TechCrunch spotted a couple of notable changes. First up is something that isn’t uncommon in photo and video apps, but might still raise some concern when it’s TikTok doing it.
The first part of the new section explains that TikTok may collect information about the images and audio that are in users’ content, “such as identifying the objects and scenery that appear, the existence and location within an image of face and body features and attributes, the nature of the audio, and the text of the words spoken in your User Content.”
While that may sound creepy, other social networks do object recognition on images you upload to power accessibility features (like describing what’s in an Instagram photo, for example), as well as for ad targeting purposes. Identifying where a person and the scenery is can help with AR effects, while converting spoken words to text helps with features like TikTok’s automatic captions.
Second, a reference to biometric data, without any explanation as to how it will be collected and used.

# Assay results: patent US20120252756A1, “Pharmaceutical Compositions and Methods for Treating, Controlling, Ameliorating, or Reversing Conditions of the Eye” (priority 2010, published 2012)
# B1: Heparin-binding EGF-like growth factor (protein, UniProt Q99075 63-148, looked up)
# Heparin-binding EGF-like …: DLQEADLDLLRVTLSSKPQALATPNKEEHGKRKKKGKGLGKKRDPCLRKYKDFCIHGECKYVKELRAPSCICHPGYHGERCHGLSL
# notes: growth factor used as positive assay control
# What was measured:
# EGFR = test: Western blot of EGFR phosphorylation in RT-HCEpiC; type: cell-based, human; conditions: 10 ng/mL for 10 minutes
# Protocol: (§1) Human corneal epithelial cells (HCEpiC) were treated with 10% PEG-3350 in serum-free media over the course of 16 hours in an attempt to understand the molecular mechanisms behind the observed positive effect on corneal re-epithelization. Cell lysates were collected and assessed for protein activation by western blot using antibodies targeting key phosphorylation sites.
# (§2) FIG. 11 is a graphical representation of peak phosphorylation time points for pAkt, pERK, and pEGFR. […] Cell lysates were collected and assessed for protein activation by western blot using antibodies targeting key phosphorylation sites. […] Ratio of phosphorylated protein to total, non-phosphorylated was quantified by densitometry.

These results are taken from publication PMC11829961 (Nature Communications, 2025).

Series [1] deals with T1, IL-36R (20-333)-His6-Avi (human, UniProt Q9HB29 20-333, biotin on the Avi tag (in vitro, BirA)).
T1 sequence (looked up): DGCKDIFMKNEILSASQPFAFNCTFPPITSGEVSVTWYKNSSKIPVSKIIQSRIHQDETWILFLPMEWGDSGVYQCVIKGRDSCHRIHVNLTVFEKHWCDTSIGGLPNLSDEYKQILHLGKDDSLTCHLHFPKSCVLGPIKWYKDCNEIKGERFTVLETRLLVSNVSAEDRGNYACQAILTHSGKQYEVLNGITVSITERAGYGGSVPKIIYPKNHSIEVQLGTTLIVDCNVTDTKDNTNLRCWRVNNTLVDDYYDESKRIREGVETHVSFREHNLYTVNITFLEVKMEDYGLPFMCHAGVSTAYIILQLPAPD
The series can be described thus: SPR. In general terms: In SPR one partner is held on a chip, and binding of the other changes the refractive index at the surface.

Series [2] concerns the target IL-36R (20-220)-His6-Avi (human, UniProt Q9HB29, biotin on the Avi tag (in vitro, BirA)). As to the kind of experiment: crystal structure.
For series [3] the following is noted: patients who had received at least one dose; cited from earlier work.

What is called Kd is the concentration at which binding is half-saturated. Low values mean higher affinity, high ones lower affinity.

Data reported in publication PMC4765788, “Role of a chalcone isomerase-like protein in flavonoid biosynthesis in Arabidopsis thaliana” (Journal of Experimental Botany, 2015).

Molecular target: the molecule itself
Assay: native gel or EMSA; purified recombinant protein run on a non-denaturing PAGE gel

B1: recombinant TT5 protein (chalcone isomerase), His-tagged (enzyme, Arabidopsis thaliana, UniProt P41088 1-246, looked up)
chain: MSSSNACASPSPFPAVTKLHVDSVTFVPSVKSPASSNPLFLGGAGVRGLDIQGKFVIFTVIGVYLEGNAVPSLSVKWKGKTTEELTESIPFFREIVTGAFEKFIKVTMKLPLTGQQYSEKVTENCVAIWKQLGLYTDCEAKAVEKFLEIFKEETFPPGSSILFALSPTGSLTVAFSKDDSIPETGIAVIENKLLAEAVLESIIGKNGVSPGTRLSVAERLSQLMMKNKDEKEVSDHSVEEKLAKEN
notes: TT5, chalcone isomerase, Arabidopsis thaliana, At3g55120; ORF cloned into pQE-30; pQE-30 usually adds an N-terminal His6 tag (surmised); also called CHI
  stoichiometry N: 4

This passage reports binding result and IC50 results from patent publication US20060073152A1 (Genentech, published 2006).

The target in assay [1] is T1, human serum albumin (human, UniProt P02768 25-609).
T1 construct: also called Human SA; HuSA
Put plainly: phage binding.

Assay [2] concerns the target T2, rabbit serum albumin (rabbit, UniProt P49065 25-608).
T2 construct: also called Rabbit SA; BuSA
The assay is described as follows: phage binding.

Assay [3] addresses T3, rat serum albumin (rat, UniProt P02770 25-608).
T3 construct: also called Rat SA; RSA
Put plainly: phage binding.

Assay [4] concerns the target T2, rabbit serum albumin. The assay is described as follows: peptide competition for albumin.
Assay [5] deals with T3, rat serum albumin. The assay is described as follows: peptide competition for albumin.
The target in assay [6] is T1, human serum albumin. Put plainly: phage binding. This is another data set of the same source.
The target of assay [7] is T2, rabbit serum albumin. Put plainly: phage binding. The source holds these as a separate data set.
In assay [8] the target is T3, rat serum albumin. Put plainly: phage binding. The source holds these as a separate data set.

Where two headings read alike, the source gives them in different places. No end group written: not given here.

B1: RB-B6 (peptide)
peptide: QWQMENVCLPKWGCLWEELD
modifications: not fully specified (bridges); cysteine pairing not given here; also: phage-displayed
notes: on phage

We may collect biometric identifiers and biometric information as defined under US laws, such as faceprints and voiceprints, from your User Content. Where required by law, we will seek any required permissions from you prior to any such collection.
TechCrunch observes that what is not said here is perhaps more important than what is.
The statement itself is vague, as it doesn’t specify whether it’s considering federal law, states laws, or both. It also doesn’t explain, as the other part did, why TikTok needs this data. It doesn’t define the terms “faceprints” or “voiceprints.” Nor does it explain how it would go about seeking the “required permissions” from users, or if it would look to either state or federal laws to guide that process of gaining consent.
The company wasn’t able to provide any further information. While the US-specific nature of the change may reflect states introducing privacy laws for biometric data, that still doesn’t tell us why or how TikTok intends to collect it.
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